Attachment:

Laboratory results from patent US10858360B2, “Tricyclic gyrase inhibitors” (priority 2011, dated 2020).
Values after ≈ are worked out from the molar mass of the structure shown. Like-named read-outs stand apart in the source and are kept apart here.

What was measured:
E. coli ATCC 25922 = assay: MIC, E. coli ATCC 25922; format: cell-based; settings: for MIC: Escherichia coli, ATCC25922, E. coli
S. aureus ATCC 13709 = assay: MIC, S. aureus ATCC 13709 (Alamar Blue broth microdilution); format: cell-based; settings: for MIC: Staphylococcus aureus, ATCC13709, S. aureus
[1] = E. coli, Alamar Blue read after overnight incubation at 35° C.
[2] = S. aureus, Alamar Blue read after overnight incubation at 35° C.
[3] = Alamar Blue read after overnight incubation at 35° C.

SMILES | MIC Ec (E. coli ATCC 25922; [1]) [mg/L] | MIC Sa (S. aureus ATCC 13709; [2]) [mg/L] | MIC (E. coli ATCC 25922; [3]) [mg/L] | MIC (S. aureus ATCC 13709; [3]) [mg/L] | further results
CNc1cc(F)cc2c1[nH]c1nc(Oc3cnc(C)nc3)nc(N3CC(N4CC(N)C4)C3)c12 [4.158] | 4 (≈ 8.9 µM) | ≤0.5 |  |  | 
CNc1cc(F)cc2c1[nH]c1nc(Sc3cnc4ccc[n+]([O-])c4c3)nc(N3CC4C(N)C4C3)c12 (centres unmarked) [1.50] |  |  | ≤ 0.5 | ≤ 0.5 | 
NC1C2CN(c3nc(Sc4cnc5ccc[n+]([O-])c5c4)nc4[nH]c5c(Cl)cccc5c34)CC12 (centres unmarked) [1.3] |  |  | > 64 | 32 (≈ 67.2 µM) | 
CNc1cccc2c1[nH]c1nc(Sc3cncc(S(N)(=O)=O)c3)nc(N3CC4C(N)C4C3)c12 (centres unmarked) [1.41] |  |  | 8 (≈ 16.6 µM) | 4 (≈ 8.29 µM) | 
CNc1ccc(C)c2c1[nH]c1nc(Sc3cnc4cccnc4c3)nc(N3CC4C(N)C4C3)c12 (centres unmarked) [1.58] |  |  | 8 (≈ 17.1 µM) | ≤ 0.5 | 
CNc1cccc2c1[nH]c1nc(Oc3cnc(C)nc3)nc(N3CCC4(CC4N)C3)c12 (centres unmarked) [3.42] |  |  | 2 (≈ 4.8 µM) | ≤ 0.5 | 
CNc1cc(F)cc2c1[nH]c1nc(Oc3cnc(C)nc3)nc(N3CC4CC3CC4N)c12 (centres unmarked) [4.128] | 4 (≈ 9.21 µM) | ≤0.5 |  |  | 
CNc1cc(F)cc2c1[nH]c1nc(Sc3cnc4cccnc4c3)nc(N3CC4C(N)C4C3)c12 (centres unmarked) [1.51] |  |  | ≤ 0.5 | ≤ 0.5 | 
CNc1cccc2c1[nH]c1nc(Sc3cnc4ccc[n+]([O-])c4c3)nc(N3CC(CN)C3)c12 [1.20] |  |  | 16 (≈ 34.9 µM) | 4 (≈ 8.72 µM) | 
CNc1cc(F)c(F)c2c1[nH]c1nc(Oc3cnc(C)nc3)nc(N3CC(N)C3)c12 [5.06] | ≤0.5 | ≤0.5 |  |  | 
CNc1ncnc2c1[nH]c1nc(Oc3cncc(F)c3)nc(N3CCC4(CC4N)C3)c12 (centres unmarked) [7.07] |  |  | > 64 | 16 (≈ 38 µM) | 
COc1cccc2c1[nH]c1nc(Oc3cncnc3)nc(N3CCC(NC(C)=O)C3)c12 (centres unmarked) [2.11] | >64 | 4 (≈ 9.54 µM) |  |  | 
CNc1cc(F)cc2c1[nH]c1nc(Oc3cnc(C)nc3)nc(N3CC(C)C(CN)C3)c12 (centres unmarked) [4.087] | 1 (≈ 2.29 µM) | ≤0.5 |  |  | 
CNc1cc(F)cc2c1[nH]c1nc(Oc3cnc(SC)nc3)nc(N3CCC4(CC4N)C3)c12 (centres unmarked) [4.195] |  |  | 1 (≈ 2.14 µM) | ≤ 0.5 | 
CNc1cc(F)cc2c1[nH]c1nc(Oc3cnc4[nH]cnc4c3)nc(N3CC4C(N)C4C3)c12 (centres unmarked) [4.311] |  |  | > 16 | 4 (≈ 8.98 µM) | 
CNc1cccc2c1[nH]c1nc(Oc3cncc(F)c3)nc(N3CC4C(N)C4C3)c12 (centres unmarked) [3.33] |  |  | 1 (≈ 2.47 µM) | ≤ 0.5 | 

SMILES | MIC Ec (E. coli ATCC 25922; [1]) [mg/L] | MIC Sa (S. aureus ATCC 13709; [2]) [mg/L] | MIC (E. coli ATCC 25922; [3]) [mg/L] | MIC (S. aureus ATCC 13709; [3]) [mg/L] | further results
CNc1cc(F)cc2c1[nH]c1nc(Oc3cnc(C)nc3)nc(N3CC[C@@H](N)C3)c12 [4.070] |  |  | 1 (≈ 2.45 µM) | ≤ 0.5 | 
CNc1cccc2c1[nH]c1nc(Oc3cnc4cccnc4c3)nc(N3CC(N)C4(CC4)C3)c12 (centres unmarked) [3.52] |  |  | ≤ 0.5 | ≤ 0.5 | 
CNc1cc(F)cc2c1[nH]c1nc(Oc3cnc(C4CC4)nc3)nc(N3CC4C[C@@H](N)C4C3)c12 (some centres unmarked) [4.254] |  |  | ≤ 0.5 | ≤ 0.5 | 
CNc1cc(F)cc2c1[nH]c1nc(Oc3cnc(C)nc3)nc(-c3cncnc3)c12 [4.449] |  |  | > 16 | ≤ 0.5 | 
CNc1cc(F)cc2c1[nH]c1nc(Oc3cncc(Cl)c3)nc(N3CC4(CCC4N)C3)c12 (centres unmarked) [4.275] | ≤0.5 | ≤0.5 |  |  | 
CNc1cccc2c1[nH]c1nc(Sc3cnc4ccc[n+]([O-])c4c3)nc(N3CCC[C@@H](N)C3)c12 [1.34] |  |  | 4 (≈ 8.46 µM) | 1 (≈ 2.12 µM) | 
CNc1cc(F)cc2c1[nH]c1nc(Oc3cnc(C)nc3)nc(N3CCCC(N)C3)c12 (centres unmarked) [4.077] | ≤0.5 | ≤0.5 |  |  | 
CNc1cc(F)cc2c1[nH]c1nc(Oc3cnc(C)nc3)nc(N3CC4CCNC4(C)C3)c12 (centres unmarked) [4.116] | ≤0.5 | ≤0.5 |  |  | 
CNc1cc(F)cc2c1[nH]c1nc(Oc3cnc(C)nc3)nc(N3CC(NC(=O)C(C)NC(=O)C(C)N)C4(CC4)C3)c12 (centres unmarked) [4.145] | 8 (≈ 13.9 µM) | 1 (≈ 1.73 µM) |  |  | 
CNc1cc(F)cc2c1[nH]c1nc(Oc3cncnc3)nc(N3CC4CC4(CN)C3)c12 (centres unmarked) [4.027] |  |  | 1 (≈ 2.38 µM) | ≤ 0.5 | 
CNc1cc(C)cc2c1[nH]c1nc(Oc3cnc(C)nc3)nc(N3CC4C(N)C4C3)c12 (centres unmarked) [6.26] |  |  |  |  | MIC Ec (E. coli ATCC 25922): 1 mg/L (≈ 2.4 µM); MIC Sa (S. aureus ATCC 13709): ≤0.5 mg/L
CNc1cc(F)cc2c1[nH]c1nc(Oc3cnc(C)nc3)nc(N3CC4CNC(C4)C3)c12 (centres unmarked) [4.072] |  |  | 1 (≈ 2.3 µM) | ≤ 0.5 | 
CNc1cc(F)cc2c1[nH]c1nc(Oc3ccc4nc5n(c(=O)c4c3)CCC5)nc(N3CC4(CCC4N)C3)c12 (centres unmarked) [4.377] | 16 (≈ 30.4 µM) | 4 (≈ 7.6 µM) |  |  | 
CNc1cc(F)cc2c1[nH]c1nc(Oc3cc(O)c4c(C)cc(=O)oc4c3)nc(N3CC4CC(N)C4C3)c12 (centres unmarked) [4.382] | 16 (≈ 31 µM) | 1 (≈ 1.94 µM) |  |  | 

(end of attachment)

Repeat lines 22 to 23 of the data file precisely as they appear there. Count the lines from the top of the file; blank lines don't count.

CNc1cc(F)cc2c1[nH]c1nc(Oc3cnc(C)nc3)nc(N3CC(C)C(CN)C3)c12 (centres unmarked) [4.087] | 1 (≈ 2.29 µM) | ≤0.5 |  |  | 
CNc1cc(F)cc2c1[nH]c1nc(Oc3cnc(SC)nc3)nc(N3CCC4(CC4N)C3)c12 (centres unmarked) [4.195] |  |  | 1 (≈ 2.14 µM) | ≤ 0.5 | 